I have a work friend whose mother is in a nursing more right now, and she is desperate to get her out of there. Why? Because the primary interest of nursing homes is to keep charging medicare/medicaid THIRTY THOUSAND DOLLARS A WEEK, rather than to heal her mother. Employees don’t even bother to learn each individual resident’s baseline information. This woman is naturally very cool – her baseline body temperature is about 96.5, so when she has a fever of 101 it’s much more serious than someone whose baseline is 98.5.

    All these things are interconnected. Making it easier to become a doctor more cheaply will prevent doctors from becoming overworked debt-slaves. Changing the incentives to train them to become local general practitioners will allow them to really KNOW their patients and provide better personalized care, and possibly greatly reduce lawsuits. Etc etc etc.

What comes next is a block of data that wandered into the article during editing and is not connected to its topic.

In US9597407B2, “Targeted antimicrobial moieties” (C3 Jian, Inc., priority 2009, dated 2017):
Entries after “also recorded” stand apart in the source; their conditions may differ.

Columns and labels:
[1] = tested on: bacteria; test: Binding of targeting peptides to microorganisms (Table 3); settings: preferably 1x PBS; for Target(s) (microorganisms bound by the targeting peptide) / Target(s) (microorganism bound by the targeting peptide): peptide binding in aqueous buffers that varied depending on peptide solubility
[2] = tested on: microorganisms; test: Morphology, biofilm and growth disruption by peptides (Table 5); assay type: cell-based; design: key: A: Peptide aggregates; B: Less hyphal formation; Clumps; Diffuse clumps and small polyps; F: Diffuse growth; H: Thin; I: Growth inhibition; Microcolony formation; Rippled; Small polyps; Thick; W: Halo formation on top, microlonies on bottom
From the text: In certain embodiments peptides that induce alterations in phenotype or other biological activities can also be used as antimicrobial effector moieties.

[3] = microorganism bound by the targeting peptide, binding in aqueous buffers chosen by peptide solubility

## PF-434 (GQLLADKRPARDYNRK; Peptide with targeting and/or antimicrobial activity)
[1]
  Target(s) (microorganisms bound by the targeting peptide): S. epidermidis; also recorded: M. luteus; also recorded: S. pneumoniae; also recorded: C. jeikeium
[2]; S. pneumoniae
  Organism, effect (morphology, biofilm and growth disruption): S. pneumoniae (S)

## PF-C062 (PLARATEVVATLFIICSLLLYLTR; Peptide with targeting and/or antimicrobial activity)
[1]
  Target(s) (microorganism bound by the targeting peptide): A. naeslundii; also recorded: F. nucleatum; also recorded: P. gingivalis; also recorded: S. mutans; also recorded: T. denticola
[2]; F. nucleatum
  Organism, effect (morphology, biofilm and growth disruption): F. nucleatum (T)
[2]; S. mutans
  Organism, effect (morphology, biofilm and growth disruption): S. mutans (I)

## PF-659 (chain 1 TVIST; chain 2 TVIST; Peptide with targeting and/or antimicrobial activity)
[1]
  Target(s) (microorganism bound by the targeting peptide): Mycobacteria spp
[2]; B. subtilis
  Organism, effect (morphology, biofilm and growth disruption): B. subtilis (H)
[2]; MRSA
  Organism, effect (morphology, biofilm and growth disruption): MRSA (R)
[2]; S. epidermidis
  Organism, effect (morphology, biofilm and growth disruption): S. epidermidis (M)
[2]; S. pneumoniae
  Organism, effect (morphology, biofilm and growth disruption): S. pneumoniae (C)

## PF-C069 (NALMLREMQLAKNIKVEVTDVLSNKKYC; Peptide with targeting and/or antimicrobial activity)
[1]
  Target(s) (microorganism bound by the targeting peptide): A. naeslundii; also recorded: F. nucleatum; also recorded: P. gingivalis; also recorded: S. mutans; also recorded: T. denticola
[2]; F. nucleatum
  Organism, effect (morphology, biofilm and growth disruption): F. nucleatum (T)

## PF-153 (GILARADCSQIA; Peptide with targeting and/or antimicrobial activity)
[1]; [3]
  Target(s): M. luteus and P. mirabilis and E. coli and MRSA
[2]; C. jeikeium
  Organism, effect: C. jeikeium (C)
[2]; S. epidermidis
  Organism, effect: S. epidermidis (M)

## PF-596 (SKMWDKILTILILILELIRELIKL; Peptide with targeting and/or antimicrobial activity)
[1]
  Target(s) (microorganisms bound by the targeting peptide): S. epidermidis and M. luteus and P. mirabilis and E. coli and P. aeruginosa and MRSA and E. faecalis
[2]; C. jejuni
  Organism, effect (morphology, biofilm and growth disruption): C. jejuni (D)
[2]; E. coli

My impression of congress’s activities reminds me of the apocryphal elephant story where each person only sees one small piece of the elephant. We cannot expect to treat this elephant unless we can see its WHOLE and address the problem as a WHOLE. Slightly adjusting the way that we provide “insurance” doesn’t fix the problem that we should be focused on the provision of CARE and no INSURANCE. Of course the fact that pharma and insurance companies comprise a HUGE portion of our economy makes this very difficult.

    This may ultimately prove to be the equivalent of Rome’s overstretching for us. If we cannot figure out how to reduce costs and improve outcomes we’re in serious trouble.

  4. So, Ben, the question was, what do you think they mean in DC when they talk about “reform” and “Who’s going to pay for it?”

  5. Ben says:

    Reform = “do the least possible in order to get ‘a bill’ of some kind passed in the senate so they can get re-elected next year”

    Who’s going to pay for it = “Anyone, as long as it’s not me”

    The second point is a problem in the US with everything. Everyone wants services but nobody wants to pay taxes… :)